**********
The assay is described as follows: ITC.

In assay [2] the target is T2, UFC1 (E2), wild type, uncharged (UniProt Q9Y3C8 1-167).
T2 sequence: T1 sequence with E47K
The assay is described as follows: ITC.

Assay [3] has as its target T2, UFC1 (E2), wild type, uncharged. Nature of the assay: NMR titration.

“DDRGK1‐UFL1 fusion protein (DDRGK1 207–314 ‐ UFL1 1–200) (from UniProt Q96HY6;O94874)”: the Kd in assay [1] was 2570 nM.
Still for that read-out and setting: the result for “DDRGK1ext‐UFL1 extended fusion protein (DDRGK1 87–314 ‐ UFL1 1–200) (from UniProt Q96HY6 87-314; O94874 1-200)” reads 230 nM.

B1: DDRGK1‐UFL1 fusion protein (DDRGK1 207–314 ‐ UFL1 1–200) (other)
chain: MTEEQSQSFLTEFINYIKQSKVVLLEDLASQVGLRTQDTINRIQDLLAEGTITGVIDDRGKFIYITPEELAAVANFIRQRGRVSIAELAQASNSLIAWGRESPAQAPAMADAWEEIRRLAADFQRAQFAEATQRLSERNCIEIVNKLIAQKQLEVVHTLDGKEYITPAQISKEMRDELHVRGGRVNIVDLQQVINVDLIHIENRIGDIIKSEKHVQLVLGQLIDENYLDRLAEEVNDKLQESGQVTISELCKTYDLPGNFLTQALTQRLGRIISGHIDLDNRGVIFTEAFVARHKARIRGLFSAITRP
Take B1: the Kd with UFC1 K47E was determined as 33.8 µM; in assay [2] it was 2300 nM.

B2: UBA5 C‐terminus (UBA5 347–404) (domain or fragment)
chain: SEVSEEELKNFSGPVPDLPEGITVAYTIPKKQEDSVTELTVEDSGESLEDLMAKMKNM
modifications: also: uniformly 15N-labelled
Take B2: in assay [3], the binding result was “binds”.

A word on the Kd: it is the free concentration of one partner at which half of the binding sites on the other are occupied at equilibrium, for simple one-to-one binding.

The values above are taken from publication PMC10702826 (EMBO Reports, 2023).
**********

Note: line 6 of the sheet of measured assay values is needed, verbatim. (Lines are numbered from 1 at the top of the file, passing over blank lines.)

“DDRGK1‐UFL1 fusion protein (DDRGK1 207–314 ‐ UFL1 1–200) (from UniProt Q96HY6;O94874)”: the Kd in assay [1] was 2570 nM.